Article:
Die Hard: With a Vengeance

Die Hard: With a Vengeance ★★★★

So a good 7 years after directing the original John McTiernan finally returned (with a vengeance, you could say) to direct the third film in the series. Here, he goes directly against rehashing the formula of the original (ala Die Hard 2) and providing a different take on the formula while keeping the spirit and relentlessness intact.

Several years after the events of the last film, Detective John McClane is at his lowest point yet. He's estranged from Holly, has been suspended from the NYPD for being an alcoholic, and is now a target of a new terrorist known as Simon, who forces him to run around the city solving puzzles, in which case he'll continue to detonate bombs around the city of New York. Not only that, he's been joined by Zeus (Samuel L. Jackson), a Harlem shore owner who get sucked into Simon's games. Soon, it a personal connection between McClane and Simon becomes more evident, as a plan to rob the Federal Reserve Bank is underway.

Personally, I feel that this entry features Willis at some of his very best as McClane. His use of cynical, wise-cracking sarcasm has never been better in my view, which is made even more hilarious by the tedious yet increasingly dangerous episodes he's put through, all while he's suffering from a shitty hangover. This is only elevated further by the partnership he shares with Zeus, who is just as frustrated if not more so for being a unwilling participant in Simon's games (or as he calls it, "white man problems").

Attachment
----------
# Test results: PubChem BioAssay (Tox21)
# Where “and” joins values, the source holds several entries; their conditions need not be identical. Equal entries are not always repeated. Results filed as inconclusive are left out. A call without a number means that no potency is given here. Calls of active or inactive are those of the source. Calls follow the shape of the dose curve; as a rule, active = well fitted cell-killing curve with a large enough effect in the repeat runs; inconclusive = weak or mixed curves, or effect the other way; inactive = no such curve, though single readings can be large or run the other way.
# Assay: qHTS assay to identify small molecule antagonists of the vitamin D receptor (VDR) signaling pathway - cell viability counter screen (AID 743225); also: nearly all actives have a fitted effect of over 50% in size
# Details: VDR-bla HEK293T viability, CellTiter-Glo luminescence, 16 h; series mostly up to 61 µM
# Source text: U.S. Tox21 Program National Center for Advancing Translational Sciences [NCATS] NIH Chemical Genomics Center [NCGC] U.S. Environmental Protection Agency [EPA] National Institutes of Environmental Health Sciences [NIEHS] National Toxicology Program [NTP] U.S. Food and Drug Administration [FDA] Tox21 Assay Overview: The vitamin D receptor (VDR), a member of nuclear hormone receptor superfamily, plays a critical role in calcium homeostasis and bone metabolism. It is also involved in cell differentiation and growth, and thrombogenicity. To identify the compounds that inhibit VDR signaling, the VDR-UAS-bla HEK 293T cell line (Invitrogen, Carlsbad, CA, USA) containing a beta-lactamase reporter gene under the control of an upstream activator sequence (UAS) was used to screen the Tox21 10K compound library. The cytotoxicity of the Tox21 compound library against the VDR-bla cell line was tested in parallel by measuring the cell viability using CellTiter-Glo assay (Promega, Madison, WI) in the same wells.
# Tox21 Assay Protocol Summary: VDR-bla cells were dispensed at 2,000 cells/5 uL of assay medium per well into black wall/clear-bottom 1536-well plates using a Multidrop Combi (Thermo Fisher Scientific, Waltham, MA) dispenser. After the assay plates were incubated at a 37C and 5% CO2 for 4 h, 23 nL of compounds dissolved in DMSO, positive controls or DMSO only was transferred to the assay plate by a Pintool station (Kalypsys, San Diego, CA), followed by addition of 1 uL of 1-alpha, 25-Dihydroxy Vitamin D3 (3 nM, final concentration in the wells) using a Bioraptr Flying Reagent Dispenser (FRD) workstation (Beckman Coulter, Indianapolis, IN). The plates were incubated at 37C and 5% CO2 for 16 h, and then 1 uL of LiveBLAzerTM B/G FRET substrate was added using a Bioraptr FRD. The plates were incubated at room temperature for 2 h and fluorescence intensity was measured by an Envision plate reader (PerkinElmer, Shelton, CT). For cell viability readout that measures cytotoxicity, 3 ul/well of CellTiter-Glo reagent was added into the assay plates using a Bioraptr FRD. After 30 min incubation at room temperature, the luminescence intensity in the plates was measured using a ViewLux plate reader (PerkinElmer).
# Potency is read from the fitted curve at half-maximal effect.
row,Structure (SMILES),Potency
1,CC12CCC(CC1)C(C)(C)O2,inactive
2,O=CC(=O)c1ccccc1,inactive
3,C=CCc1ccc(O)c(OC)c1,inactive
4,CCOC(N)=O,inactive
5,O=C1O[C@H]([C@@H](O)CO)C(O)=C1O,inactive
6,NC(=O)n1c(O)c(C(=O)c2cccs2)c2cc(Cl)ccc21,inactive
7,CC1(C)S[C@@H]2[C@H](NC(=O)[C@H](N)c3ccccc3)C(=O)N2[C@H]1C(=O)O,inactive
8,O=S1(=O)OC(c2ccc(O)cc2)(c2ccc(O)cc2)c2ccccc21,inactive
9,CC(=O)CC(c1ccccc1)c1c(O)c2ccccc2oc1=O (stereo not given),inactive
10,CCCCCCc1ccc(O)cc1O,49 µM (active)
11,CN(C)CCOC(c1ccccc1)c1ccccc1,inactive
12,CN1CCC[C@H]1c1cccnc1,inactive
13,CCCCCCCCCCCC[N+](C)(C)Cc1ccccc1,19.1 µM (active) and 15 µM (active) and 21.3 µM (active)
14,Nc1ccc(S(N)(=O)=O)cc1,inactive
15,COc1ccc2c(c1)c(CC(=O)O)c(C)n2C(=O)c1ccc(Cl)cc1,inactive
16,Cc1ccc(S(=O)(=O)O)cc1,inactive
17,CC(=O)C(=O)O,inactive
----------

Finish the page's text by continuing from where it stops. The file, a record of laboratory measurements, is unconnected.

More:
Just like a great Die Hard movie should be however, it's McClane's adversary who is just as memorable, in this case being Simon. The only thing more inspired than making him Hans Gruber's brother, was casting Jeremy Irons, who portrays him as a maniacal, yet smart master manipulator who is seemingly one step ahead against McClane. His motive (which is as ridiculous and convoluted as it is brilliant) is less about extracting revenge and more about using him as a pawn, and giving him some actual humanity ("I'm a soldier, not a monster") helps as well.

But bringing McTiernan back has paid off greatly in other aspects, who gives the New York setting as much character as he did with Nakatomi Plaza. With a much bigger playground at his disposal, you can fully expect McClane to be on the move constantly, who spends much of his time driving, shooting, climbing and fighting his way through the diverse set of locations on display (bustling city streets, parks, subways, sewer tunnels, highways, container ships e.g). McTiernan's direction is as slick as ever and does a great job of making the action hard-hitting and bombastic, which in turn is driven by Michael Kamen's still top-notch scoring efforts.

I don't feel as it's without flaws however. The pacing gets derailed a bit with the drawn-out heist sequence, and the decision to set the climax outside of NYC has always been a poor one in my eyes. Also, it's lacking severely in Christmas spirit (aside from a quip McClane makes about Santa)! Other than that, With a Vengeance is a tightly-crafted sequel that lives up to its title, with it's combination of high-octane thrills, dynamic cast and humor.

While this has more or less always tied with the second film for me, I can definitely see why it's considered the best of the sequels.


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